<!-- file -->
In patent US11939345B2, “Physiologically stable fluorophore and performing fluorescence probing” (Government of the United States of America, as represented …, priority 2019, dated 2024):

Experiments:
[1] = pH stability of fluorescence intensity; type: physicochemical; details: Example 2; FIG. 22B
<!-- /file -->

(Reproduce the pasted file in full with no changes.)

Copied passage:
In patent US11939345B2, “Physiologically stable fluorophore and performing fluorescence probing” (Government of the United States of America, as represented …, priority 2019, dated 2024):

Experiments:
[1] = pH stability of fluorescence intensity; type: physicochemical; details: Example 2; FIG. 22B